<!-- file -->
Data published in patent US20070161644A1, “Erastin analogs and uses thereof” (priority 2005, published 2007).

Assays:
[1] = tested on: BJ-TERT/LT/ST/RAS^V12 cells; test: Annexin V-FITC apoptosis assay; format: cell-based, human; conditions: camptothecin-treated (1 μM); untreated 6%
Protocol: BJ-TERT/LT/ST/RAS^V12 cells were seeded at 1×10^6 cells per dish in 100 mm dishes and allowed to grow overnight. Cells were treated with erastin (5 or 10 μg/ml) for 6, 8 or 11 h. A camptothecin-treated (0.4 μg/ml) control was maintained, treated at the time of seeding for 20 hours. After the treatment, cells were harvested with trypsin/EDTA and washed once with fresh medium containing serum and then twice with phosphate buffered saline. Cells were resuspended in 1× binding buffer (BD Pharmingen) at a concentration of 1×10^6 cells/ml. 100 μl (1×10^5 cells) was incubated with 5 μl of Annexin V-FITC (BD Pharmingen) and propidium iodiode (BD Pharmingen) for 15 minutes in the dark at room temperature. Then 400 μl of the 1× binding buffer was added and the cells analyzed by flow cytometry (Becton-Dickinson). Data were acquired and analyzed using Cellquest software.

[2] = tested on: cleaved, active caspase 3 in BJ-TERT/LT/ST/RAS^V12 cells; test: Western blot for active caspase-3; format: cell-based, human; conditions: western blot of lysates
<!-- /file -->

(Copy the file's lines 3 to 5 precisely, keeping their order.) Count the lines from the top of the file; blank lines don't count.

[1] = tested on: BJ-TERT/LT/ST/RAS^V12 cells; test: Annexin V-FITC apoptosis assay; format: cell-based, human; conditions: camptothecin-treated (1 μM); untreated 6%
Protocol: BJ-TERT/LT/ST/RAS^V12 cells were seeded at 1×10^6 cells per dish in 100 mm dishes and allowed to grow overnight. Cells were treated with erastin (5 or 10 μg/ml) for 6, 8 or 11 h. A camptothecin-treated (0.4 μg/ml) control was maintained, treated at the time of seeding for 20 hours. After the treatment, cells were harvested with trypsin/EDTA and washed once with fresh medium containing serum and then twice with phosphate buffered saline. Cells were resuspended in 1× binding buffer (BD Pharmingen) at a concentration of 1×10^6 cells/ml. 100 μl (1×10^5 cells) was incubated with 5 μl of Annexin V-FITC (BD Pharmingen) and propidium iodiode (BD Pharmingen) for 15 minutes in the dark at room temperature. Then 400 μl of the 1× binding buffer was added and the cells analyzed by flow cytometry (Becton-Dickinson). Data were acquired and analyzed using Cellquest software.

[2] = tested on: cleaved, active caspase 3 in BJ-TERT/LT/ST/RAS^V12 cells; test: Western blot for active caspase-3; format: cell-based, human; conditions: western blot of lysates